For thousands of years, sculpture was largely the province of human and spiritual figures, whether it was a primitive form like the Venus of Willendorf, one of the countless gilt-bronze statues of the Buddha, or Michelangelo’s heroically scaled, carved-marble David, whose anatomically correct nude torso has awed and titillated millions.
Since the 20th century, though, realism has taken a back seat to abstraction in sculpture. The Industrial Revolution of the late-19th century and the Machine Age in the first half of the 20th seemed to transform and polish the human figure into a mere widget, as seen in the android-like and often androgynous forms produced by artists such as Constantin Brancusi and Amedeo Modigliani. As the century progressed, the figure was pushed and pulled like so much modeling clay by Henry Moore, or compressed into stiff, stick-like specters by Alberto Giacometti.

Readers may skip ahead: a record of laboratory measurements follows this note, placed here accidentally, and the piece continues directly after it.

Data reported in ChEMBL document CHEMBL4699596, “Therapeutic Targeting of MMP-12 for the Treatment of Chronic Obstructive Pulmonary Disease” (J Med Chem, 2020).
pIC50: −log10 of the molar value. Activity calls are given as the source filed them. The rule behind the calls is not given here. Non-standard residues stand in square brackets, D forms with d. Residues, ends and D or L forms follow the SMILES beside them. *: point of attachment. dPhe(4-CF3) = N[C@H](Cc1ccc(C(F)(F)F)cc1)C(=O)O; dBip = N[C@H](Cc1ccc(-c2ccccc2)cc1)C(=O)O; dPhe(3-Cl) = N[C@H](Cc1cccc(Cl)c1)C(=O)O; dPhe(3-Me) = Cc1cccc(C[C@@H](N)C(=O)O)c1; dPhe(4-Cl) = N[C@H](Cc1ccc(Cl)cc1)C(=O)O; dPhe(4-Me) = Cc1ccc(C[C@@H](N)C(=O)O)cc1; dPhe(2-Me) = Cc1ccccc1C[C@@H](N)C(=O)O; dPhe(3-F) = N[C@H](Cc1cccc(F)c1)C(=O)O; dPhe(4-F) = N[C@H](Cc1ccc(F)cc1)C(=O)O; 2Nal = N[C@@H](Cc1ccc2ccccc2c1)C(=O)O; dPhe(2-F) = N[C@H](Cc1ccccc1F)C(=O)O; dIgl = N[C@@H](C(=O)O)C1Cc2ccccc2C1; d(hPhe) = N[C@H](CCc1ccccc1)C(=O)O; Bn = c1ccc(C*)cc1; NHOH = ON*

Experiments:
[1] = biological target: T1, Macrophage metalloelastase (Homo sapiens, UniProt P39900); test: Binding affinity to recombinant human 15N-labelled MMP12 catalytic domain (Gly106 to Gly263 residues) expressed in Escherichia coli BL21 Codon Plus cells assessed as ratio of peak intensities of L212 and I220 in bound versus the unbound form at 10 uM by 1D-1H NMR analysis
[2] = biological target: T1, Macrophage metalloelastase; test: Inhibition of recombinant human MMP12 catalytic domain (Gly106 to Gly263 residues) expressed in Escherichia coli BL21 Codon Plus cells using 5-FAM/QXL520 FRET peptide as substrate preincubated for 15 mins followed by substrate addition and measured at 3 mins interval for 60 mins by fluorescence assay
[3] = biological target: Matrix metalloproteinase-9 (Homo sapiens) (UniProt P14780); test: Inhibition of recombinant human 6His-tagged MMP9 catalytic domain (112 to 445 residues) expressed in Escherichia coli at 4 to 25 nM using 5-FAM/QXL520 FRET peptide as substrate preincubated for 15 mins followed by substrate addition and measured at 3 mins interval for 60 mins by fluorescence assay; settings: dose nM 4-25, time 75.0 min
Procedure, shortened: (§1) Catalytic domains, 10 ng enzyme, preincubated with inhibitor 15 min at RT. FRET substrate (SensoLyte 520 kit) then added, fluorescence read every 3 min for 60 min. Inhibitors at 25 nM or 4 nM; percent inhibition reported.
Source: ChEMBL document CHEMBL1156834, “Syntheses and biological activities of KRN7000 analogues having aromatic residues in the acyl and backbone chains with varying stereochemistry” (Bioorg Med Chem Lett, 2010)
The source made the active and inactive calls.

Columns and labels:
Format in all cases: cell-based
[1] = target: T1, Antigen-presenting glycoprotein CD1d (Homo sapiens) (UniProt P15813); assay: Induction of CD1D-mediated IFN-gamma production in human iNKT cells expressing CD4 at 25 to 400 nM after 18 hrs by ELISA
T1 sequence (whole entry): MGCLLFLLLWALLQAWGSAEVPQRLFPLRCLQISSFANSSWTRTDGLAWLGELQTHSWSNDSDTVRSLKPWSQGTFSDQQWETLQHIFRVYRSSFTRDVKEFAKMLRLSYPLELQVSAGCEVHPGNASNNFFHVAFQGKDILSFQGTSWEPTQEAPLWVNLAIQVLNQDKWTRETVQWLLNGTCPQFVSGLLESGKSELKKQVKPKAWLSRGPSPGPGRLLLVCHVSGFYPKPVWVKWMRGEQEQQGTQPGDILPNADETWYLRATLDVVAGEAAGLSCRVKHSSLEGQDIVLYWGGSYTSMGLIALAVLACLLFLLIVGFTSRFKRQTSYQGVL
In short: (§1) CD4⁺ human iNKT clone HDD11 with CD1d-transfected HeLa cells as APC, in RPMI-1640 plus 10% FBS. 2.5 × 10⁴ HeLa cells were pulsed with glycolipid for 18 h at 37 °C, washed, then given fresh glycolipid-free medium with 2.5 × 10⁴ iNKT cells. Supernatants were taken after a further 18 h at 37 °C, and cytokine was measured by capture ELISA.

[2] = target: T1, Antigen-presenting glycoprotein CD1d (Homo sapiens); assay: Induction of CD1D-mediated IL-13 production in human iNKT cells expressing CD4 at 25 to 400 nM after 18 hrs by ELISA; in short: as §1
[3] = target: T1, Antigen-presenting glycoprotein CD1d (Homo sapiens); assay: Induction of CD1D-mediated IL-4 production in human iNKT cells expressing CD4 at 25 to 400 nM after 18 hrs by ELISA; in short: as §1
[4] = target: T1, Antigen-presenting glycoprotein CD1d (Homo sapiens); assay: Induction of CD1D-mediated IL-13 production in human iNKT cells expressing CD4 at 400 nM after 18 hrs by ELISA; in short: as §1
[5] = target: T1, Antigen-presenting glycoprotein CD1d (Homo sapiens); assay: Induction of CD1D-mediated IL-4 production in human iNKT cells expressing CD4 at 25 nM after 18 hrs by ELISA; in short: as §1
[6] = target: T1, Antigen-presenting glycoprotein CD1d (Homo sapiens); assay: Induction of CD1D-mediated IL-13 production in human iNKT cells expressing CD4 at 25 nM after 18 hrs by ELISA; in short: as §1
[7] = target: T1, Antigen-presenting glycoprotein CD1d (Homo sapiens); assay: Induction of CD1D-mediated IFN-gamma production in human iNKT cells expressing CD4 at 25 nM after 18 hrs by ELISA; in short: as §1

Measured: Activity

By the second half of the century, all bets were off. Alexander Calder pushed ostensibly inconsequential shapes to their limits, producing kinetic stabiles and mobiles whose brightly painted cut-steel shapes evoked flora and fauna, sometimes in the same glance. John Chamberlain seized upon the beauty of twisted, polychromed automobile parts, compressing and crunching fenders and car doors into squat forms that are oddly lyrical considering their tonnage. Richard Serra and Mark di Suvero elevated the work of ironworkers into the realm of fine art, while Dale Chihuly blew art glass well beyond the limits imposed by the furnaces and annealing ovens on places like Murano, often grouping hundreds of pieces in natural and gallery settings to create fragile environments that appear to shimmer and vibrate.